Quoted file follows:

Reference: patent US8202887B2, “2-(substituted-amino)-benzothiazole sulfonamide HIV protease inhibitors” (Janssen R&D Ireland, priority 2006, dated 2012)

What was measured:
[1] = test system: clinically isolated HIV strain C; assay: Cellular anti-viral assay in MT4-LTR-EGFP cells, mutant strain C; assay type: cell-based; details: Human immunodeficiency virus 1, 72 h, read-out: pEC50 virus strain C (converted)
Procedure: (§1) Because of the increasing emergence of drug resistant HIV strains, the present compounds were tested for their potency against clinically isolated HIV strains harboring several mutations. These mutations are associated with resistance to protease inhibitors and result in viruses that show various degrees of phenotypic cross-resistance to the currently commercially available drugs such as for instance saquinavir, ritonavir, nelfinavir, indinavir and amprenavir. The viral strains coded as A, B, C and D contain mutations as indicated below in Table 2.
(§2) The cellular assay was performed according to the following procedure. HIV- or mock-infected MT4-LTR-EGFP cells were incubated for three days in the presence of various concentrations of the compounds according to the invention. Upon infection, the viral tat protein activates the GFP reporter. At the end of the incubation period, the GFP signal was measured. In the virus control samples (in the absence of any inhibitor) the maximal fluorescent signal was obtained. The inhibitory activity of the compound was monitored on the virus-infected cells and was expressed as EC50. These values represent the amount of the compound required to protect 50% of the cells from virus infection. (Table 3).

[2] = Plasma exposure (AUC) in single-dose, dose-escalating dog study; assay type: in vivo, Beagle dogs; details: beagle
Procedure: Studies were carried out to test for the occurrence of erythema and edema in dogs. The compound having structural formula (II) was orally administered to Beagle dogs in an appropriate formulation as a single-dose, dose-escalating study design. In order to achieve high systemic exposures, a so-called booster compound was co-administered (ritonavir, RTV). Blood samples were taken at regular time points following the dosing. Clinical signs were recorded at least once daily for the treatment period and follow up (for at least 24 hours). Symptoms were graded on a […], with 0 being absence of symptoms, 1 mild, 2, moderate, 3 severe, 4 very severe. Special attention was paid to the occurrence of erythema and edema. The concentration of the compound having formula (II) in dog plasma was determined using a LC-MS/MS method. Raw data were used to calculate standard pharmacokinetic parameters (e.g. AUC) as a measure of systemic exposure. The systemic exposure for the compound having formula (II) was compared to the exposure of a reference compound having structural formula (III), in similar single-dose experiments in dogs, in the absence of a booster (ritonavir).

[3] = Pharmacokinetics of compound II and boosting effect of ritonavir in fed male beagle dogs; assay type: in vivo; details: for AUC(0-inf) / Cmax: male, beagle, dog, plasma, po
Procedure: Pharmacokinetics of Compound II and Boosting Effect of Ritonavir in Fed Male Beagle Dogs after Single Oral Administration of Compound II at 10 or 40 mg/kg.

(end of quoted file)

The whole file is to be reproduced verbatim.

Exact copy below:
Reference: patent US8202887B2, “2-(substituted-amino)-benzothiazole sulfonamide HIV protease inhibitors” (Janssen R&D Ireland, priority 2006, dated 2012)

What was measured:
[1] = test system: clinically isolated HIV strain C; assay: Cellular anti-viral assay in MT4-LTR-EGFP cells, mutant strain C; assay type: cell-based; details: Human immunodeficiency virus 1, 72 h, read-out: pEC50 virus strain C (converted)
Procedure: (§1) Because of the increasing emergence of drug resistant HIV strains, the present compounds were tested for their potency against clinically isolated HIV strains harboring several mutations. These mutations are associated with resistance to protease inhibitors and result in viruses that show various degrees of phenotypic cross-resistance to the currently commercially available drugs such as for instance saquinavir, ritonavir, nelfinavir, indinavir and amprenavir. The viral strains coded as A, B, C and D contain mutations as indicated below in Table 2.
(§2) The cellular assay was performed according to the following procedure. HIV- or mock-infected MT4-LTR-EGFP cells were incubated for three days in the presence of various concentrations of the compounds according to the invention. Upon infection, the viral tat protein activates the GFP reporter. At the end of the incubation period, the GFP signal was measured. In the virus control samples (in the absence of any inhibitor) the maximal fluorescent signal was obtained. The inhibitory activity of the compound was monitored on the virus-infected cells and was expressed as EC50. These values represent the amount of the compound required to protect 50% of the cells from virus infection. (Table 3).

[2] = Plasma exposure (AUC) in single-dose, dose-escalating dog study; assay type: in vivo, Beagle dogs; details: beagle
Procedure: Studies were carried out to test for the occurrence of erythema and edema in dogs. The compound having structural formula (II) was orally administered to Beagle dogs in an appropriate formulation as a single-dose, dose-escalating study design. In order to achieve high systemic exposures, a so-called booster compound was co-administered (ritonavir, RTV). Blood samples were taken at regular time points following the dosing. Clinical signs were recorded at least once daily for the treatment period and follow up (for at least 24 hours). Symptoms were graded on a […], with 0 being absence of symptoms, 1 mild, 2, moderate, 3 severe, 4 very severe. Special attention was paid to the occurrence of erythema and edema. The concentration of the compound having formula (II) in dog plasma was determined using a LC-MS/MS method. Raw data were used to calculate standard pharmacokinetic parameters (e.g. AUC) as a measure of systemic exposure. The systemic exposure for the compound having formula (II) was compared to the exposure of a reference compound having structural formula (III), in similar single-dose experiments in dogs, in the absence of a booster (ritonavir).

[3] = Pharmacokinetics of compound II and boosting effect of ritonavir in fed male beagle dogs; assay type: in vivo; details: for AUC(0-inf) / Cmax: male, beagle, dog, plasma, po
Procedure: Pharmacokinetics of Compound II and Boosting Effect of Ritonavir in Fed Male Beagle Dogs after Single Oral Administration of Compound II at 10 or 40 mg/kg.